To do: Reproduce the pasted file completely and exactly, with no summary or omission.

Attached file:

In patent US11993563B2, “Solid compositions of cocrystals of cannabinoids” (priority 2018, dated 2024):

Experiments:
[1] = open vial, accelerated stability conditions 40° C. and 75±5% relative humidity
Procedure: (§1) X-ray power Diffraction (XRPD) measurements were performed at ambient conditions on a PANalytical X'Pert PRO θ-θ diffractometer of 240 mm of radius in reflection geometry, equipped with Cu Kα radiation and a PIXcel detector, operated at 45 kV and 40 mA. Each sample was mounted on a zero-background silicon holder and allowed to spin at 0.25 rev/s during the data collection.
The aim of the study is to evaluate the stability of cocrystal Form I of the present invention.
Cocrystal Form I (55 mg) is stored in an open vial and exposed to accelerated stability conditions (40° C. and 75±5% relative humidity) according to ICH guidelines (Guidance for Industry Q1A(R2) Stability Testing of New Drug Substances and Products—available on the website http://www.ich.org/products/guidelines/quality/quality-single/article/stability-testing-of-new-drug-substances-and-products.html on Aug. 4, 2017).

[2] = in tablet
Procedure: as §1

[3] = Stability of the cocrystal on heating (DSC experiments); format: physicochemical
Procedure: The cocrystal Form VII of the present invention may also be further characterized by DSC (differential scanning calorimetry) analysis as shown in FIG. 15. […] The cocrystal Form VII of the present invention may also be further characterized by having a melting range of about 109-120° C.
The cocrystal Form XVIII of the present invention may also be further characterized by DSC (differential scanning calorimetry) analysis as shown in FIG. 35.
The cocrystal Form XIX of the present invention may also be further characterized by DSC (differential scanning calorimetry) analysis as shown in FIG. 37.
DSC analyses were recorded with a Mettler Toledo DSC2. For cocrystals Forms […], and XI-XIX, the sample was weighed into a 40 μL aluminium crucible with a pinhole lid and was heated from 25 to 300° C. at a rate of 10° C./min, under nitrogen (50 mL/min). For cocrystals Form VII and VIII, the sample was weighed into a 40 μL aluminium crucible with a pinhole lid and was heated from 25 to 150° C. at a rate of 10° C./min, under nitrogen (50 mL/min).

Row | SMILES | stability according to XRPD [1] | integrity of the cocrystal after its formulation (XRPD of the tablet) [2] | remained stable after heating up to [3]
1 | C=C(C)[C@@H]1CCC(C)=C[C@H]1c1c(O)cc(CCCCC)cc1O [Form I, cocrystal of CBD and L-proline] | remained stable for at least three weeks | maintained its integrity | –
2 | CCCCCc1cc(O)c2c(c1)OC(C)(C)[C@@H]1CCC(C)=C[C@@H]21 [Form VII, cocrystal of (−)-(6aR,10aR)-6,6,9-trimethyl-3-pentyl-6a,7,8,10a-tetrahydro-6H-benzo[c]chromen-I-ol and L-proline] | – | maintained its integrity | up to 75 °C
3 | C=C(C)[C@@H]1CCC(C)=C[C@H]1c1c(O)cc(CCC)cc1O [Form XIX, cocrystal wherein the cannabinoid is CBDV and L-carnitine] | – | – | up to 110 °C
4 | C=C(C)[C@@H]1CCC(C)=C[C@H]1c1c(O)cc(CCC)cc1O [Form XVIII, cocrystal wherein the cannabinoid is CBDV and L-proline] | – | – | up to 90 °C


In patent US11993563B2, “Solid compositions of cocrystals of cannabinoids” (priority 2018, dated 2024):

Experiments:
[1] = open vial, accelerated stability conditions 40° C. and 75±5% relative humidity
Procedure: (§1) X-ray power Diffraction (XRPD) measurements were performed at ambient conditions on a PANalytical X'Pert PRO θ-θ diffractometer of 240 mm of radius in reflection geometry, equipped with Cu Kα radiation and a PIXcel detector, operated at 45 kV and 40 mA. Each sample was mounted on a zero-background silicon holder and allowed to spin at 0.25 rev/s during the data collection.
The aim of the study is to evaluate the stability of cocrystal Form I of the present invention.
Cocrystal Form I (55 mg) is stored in an open vial and exposed to accelerated stability conditions (40° C. and 75±5% relative humidity) according to ICH guidelines (Guidance for Industry Q1A(R2) Stability Testing of New Drug Substances and Products—available on the website http://www.ich.org/products/guidelines/quality/quality-single/article/stability-testing-of-new-drug-substances-and-products.html on Aug. 4, 2017).

[2] = in tablet
Procedure: as §1

[3] = Stability of the cocrystal on heating (DSC experiments); format: physicochemical
Procedure: The cocrystal Form VII of the present invention may also be further characterized by DSC (differential scanning calorimetry) analysis as shown in FIG. 15. […] The cocrystal Form VII of the present invention may also be further characterized by having a melting range of about 109-120° C.
The cocrystal Form XVIII of the present invention may also be further characterized by DSC (differential scanning calorimetry) analysis as shown in FIG. 35.
The cocrystal Form XIX of the present invention may also be further characterized by DSC (differential scanning calorimetry) analysis as shown in FIG. 37.
DSC analyses were recorded with a Mettler Toledo DSC2. For cocrystals Forms […], and XI-XIX, the sample was weighed into a 40 μL aluminium crucible with a pinhole lid and was heated from 25 to 300° C. at a rate of 10° C./min, under nitrogen (50 mL/min). For cocrystals Form VII and VIII, the sample was weighed into a 40 μL aluminium crucible with a pinhole lid and was heated from 25 to 150° C. at a rate of 10° C./min, under nitrogen (50 mL/min).

Row | SMILES | stability according to XRPD [1] | integrity of the cocrystal after its formulation (XRPD of the tablet) [2] | remained stable after heating up to [3]
1 | C=C(C)[C@@H]1CCC(C)=C[C@H]1c1c(O)cc(CCCCC)cc1O [Form I, cocrystal of CBD and L-proline] | remained stable for at least three weeks | maintained its integrity | –
2 | CCCCCc1cc(O)c2c(c1)OC(C)(C)[C@@H]1CCC(C)=C[C@@H]21 [Form VII, cocrystal of (−)-(6aR,10aR)-6,6,9-trimethyl-3-pentyl-6a,7,8,10a-tetrahydro-6H-benzo[c]chromen-I-ol and L-proline] | – | maintained its integrity | up to 75 °C
3 | C=C(C)[C@@H]1CCC(C)=C[C@H]1c1c(O)cc(CCC)cc1O [Form XIX, cocrystal wherein the cannabinoid is CBDV and L-carnitine] | – | – | up to 110 °C
4 | C=C(C)[C@@H]1CCC(C)=C[C@H]1c1c(O)cc(CCC)cc1O [Form XVIII, cocrystal wherein the cannabinoid is CBDV and L-proline] | – | – | up to 90 °C